Category: Her History

The Mystery of Jesus’ Birth

I love a good mystery.  It’s fun to watch the clues come and the story unfold until at the end it becomes clear what really happened.  In December of last year I wrote an article called Celebrating Christmas where I stated that “Clues from the Word let us know that the birth of Christ actually…

Reclaiming The Magdalene

Who was Mary Magdalene? How much of what we think we know about her is myth, innuendo, or fabrication? Can we clear away the false from the true, remove the layers of unsubstantiated church tradition, Hollywood fiction, rock musicals and imaginings of modern novelists to discover the real Mary Magdalene, friend and disciple of Christ…

Women Jesus Honored Part Two

You are invited to read Part One of this article here. The Canaanite Woman (Matthew 15:21-28) There were a few occasions where Jesus healed Gentiles (non-Jews), but  usually they occurred when He was approached by Gentiles in Jewish territory. In the story of the Canaanite woman (sometimes called the Syro-Phoenecian woman) Jesus seems to have deliberately travelled into…

Acknowledging the Eldership of Women

Ishshah’s Story is pleased to feature the following archived Her History post authored by Cheryl McGrath. Away for a short break, Cheryl’s voice and heart stimulates us still through her writings. Enjoy the first of two posts to be featured while she is on a brief sabbatical.  When I was both a young woman and…

Manoah’s Wife

Tucked away in the Old Testament book of Judges there is a woman many of us may not have heard about. As the Bible does not disclose her name, we know her only as Manoah’s wife. Her story is found in Judges 13:1-24. Manoah’s wife lived during a period of Israel’s history when the nation…

Celebrating: Anne Askew, The Fair Gospeler

Anne Askew was born into a wealthy English family in Lincolnshire, England, in 1521 during a time when the Bible was becoming increasingly available to the general population. In 1517 Martin Luther had nailed his 95 Theses to a church door in Germany and in 1526 William Tyndale published his English translation of the New…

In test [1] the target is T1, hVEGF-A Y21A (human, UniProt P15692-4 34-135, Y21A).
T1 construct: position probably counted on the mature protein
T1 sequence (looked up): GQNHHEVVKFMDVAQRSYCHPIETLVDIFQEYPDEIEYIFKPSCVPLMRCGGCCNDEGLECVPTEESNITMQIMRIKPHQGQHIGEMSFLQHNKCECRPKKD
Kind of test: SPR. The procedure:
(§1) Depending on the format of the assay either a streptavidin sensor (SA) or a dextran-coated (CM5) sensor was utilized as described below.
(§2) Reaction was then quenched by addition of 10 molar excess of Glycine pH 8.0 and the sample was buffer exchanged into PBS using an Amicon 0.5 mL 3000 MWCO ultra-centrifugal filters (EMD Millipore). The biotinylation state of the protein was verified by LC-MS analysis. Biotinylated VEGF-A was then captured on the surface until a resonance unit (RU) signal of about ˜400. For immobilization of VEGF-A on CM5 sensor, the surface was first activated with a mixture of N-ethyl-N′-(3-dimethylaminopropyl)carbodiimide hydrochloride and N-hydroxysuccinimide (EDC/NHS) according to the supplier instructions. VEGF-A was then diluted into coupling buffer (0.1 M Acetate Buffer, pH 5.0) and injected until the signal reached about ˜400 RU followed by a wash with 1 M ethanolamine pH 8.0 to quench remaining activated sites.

Celebrating: Blandina of Lyons

It was the year 177 AD in the town of Lyons, France (then called Gaul). The Roman Emperor was Marcus Aurelius. Christianity had arrived in Lyons 25 years earlier through the missionary Pothinus, who became the First Bishop of Lyons.  As the church grew, however, so too did persecution. It began with Christians being beaten,…

Celebrating: Ann Hasseltine Judson of Burma

In February 2014 I was privileged to minister in Yangon, Myanmar (formerly Burma). One of our teaching sessions focused on the life of Ann Judson, the first American woman overseas missionary. Born in Bradford, Massachusetts in 1789, Ann Hasseltine was just 17 years old when she committed her life to Christ and dedicated herself to…

Celebrating: Pandita Ramabai of India

  A simple wooden cross hidden in scrubby farmland near a railway line now marks the grave of Pandita Ramabai. Yet this petite and remarkable Indian woman, of Hindu descent, was one of the greatest social reformers of her time; a linguist who spoke seven languages; a poet, educator, and author; and a staunch champion…

Acknowledging the Eldership of Women

When I was both a young woman and a young Christian I would often wander with some friends down to Speaker’s Corner at the Domain in Sydney for some Sunday afternoon entertainment.   Speaker’s Corner, as the name implies, was a space in the city given over for anyone and everyone with a cause to present…